Use of Computer Technology for the teaching of primary school mathematics
Department of Mathematics and Computer Science, the Open University of Sri Lanka, LK
Ms. S N Dissanayake is a lecturer attached to the Department of Mathematics and Computer Science of the Open University of Sri Lanka. Her research interests lie in the areas of Information Technology and Distance Education. She could be contacted on email: email@example.com
Faculty of Information Technology, University of Moratuwa, LK
Professor A S Karunananda is the Professor in Information Technology in the Faculty of Information Technology of the University of Moratuwa. He was a Senior Lecturer at the Department of Mathematics and Computer Science of the Open University of Sri Lanka. His research interests are Artificial Intelligence, Information Technology and Distance Education. He could be contacted on email: firstname.lastname@example.org
Department of Secondary and Tertiary Education, the Open University of Sri Lanka, LK
Dr. G D Lekamge is currently, the Dean of the Faculty of Education at the Open University of Sri Lanka. Her research interests lie in the areas of Educational Psychology, Distance Education and Teacher Education. Dr. Lekamge could be contacted on email: email@example.com.
There is a rapid change in new technologies today than ever before. Among them, computer technology is the most wide spread technology. However, when new technologies are used in areas such as education, they must be done with a proper theoretical basis to match the discipline.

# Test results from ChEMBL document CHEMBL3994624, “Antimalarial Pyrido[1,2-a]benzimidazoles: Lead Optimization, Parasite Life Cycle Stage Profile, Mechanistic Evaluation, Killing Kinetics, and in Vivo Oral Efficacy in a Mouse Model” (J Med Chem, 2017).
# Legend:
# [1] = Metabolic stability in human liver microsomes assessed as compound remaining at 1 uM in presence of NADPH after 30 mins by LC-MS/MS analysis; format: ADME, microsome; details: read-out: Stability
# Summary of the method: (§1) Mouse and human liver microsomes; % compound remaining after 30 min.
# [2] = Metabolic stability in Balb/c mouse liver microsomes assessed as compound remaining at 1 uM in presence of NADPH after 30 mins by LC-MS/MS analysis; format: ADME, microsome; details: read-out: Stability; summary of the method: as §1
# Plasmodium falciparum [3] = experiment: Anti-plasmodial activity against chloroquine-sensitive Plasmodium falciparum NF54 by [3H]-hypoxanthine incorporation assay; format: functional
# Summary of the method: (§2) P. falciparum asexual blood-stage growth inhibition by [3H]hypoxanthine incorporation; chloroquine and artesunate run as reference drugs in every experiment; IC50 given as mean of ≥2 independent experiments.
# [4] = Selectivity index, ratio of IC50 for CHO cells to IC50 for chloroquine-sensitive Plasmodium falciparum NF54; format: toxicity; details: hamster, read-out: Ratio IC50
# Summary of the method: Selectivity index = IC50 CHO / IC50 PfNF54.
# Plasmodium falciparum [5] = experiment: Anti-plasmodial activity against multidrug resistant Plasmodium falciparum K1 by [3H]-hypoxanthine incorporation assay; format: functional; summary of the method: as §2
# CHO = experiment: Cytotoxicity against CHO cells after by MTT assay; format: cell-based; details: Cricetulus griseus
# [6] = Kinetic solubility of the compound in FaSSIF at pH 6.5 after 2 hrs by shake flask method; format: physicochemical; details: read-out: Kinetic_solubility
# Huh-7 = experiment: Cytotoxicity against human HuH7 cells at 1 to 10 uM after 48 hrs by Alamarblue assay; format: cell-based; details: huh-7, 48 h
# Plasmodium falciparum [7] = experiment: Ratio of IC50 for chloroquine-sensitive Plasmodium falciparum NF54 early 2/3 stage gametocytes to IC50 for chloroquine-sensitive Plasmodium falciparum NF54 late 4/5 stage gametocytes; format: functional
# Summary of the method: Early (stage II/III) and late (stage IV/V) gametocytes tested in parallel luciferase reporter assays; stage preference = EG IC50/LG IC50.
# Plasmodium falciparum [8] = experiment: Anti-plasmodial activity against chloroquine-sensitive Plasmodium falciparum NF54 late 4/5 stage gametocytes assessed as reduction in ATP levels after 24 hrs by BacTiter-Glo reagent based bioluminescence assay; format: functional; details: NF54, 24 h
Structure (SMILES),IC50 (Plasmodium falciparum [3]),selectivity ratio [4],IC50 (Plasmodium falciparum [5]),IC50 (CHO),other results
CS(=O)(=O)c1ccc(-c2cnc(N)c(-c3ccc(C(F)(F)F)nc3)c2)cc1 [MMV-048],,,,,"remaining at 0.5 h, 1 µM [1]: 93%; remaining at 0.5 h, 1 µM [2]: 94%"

This paper describes the development of a computer based framework for the teaching of mathematics. The research study was carried out on sixty students in grade eight. The framework for designing the computer package was based on David Ausubel's Subsumption Theory, which falls under the cognitive theory of education. This theory was selected because mathematics deals with conceptual structures and abstract models. An intelligent framework, which enables expert system features with three-layer architecture, namely, visual level, conceptual level and abstract level has been postulated. The visual level of the framework supports the understanding through visual objects in the real world. The conceptual level promotes the understanding through concepts while the abstract level leads to abstract thinking, which is at the core of mathematics. Each level comprises modules for teaching and evaluation before going to the next level.
Students showed significant gains in their performance after using this computer package. The computer based framework identified in this study could be used as a generic framework to teach abstract mathematical concepts meaningfully at the primary school level.
How to Cite:
Dissanayake, S., Karunananda, A. and Lekamge, G., 2007. Use of Computer Technology for the teaching of primary school mathematics. OUSL Journal, 4, pp.33–52. DOI: http://doi.org/10.4038/ouslj.v4i0.337